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Shire receives FDA nod for self-infusion of Glassia

The company has also struck a deal with Pfizer to expand its GI portfolio

ShireShire's emphysema therapy Glassia has received FDA approval for an expanded label, marking the first time that patients can self-infuse at home.

Glassia, an alpha-1 proteinase inhibitor, is licensed for the treatment of adults with emphysema due to severe alpha-1 antitrypsin (AAT) deficiency, a protein that helps protect lung tissue from damaging enzymes released by white blood cells.

Originally approved in 2010, Shire and partner Kamada's therapy is the only liquid, ready-to-use augmentation product for AAT deficiency currently on the market.

Emphysema patients receiving Glassia will be able to avoid frequent hospital visits and carry out their drug infusions at home, once they have received appropriate training in how to do so.

Blaine Forshage, Shire's US immunology franchise lead, commented that patients with AAT deficiency “are managing a challenging disorder that may require regular regimented care”.

“For these patients” he added, “our company strives to find ways to provide them with more choices and flexibility in their treatment regimen”.

Chronically under-diagnosed, only an estimated 10% of the 100,000 people living with AAT deficiency in the US have received proper treatment.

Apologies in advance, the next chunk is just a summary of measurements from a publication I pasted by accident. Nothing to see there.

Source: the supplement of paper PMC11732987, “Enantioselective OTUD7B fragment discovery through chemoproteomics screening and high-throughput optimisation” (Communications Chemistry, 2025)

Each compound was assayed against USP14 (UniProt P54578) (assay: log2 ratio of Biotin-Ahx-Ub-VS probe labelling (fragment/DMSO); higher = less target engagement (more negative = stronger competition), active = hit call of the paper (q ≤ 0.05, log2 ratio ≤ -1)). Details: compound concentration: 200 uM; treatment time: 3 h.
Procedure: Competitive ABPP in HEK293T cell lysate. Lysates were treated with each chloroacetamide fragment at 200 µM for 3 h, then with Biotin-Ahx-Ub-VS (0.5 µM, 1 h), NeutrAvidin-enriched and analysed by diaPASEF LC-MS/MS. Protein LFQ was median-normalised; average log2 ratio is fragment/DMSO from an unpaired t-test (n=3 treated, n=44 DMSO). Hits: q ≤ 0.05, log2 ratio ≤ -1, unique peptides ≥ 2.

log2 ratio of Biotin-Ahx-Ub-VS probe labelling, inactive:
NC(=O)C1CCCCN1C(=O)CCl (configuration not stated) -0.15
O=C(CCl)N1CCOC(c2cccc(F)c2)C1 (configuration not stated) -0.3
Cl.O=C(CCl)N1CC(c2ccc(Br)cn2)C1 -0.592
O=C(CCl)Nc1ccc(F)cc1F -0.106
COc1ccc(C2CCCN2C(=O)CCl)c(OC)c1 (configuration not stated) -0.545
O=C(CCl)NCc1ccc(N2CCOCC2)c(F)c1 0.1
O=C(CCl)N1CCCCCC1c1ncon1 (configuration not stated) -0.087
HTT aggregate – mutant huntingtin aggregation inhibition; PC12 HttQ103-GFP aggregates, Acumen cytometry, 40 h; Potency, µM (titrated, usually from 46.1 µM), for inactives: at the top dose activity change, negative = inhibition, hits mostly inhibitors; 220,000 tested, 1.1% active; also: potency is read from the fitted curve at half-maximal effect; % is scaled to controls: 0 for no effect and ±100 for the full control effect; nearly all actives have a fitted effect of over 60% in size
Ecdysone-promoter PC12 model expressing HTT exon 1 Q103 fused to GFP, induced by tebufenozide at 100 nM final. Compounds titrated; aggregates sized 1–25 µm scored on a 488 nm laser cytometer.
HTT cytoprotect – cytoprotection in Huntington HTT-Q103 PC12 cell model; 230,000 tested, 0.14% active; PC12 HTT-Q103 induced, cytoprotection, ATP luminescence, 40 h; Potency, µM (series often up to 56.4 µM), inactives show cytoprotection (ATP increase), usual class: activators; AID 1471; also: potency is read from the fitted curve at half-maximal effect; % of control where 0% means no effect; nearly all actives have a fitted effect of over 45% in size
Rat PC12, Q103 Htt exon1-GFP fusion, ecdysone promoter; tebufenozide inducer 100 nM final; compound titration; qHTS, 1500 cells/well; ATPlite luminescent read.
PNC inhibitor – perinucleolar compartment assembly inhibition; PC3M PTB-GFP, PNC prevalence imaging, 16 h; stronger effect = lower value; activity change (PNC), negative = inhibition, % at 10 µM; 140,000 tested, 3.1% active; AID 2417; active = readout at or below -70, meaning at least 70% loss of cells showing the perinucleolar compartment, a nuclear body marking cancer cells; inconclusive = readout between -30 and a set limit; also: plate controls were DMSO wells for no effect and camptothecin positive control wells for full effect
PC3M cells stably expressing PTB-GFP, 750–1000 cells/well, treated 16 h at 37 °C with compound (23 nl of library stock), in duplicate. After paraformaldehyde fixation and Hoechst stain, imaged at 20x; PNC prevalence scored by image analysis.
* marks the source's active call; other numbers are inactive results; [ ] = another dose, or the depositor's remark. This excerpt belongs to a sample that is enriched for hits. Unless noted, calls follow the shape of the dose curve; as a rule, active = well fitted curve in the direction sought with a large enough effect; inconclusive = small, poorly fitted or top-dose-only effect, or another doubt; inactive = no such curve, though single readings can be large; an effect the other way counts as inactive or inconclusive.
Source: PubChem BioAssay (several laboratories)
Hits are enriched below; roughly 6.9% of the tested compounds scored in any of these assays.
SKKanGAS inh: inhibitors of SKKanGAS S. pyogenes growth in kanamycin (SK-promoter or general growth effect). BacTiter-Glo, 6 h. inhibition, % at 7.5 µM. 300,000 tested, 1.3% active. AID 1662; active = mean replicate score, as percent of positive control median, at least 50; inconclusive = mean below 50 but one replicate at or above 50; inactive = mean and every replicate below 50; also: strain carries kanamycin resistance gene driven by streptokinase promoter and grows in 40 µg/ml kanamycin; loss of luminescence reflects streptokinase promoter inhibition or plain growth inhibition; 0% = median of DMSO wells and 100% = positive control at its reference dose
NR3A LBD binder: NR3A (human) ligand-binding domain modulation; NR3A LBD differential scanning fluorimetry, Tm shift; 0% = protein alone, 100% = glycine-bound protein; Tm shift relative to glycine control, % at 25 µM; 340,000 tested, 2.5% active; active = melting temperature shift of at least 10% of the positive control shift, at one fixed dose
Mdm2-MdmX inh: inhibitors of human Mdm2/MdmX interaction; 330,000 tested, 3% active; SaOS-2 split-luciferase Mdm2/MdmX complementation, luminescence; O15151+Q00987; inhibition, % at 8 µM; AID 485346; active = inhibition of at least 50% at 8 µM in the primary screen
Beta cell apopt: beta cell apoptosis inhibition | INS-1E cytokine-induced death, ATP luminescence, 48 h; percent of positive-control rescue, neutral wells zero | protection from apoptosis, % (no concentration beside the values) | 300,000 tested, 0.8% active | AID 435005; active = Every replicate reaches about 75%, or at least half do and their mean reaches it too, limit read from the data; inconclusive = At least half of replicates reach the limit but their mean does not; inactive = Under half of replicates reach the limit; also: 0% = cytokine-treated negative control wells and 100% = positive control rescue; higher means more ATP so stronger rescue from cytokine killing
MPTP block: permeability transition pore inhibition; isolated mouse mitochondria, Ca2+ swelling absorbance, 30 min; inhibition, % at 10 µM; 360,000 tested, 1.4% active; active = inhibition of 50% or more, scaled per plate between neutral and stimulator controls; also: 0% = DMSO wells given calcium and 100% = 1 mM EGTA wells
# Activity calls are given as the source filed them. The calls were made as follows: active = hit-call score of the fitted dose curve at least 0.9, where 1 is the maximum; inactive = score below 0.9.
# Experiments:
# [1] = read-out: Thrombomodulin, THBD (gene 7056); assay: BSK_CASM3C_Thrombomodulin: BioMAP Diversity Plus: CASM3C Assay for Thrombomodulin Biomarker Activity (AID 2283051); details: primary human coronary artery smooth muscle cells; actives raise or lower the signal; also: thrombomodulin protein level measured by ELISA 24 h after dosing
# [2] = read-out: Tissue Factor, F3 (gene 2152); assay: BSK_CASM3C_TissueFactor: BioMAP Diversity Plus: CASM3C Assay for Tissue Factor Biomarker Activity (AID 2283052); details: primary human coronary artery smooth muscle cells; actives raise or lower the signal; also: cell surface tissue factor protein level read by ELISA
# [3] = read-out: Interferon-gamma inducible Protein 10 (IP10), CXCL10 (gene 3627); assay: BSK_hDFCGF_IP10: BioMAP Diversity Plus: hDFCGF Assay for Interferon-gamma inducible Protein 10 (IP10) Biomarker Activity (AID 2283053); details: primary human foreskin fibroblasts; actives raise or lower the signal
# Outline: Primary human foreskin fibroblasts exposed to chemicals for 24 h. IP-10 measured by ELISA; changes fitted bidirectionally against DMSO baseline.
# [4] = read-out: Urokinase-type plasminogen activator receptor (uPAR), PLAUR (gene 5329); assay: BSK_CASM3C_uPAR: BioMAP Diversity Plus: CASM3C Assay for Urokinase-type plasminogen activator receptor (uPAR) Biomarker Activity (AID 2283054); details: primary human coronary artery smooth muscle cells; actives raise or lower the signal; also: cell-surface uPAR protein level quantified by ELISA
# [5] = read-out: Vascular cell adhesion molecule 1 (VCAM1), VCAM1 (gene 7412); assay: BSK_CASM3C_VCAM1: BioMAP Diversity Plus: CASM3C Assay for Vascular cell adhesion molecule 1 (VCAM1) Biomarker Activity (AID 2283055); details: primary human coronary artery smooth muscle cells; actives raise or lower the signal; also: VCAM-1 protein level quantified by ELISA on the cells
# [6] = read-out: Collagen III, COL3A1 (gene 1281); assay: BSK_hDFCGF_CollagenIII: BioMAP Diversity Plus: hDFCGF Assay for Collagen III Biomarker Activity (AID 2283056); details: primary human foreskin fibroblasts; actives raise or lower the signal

Shire expands GI portfolio with Pfizer deal
Meanwhile, Shire has also expanded its gastrointestinal portfolio by in-licensing an investigational biologic PF-00547659 from Pfizer.

The drug has undergone phase I and II trials for the treatment of moderate-to-severe inflammatory bowel disease (IBD), and is due to begin phase III trials shortly.

Howard Mayer, head of clinical development at Shire, said that the transaction “fits with Shire's commitment to advancing research and development in select specialty areas, including areas of unmet patient need for gastrointestinal conditions such as IBD”.

“We look forward to continuing the development of PF-00547659, a biologic that will benefit from our experience in IBD and across the gastrointestinal space”, he added.

IBD encompasses ulcerative colitis and Crohn's disease, chronic diseases characterised by inflammation of the intestine. Approximately 3.5 million people across Europe, Japan and the US are thought to suffer from the disease. 

Article by
Rebecca Clifford

17th June 2016

From: Regulatory

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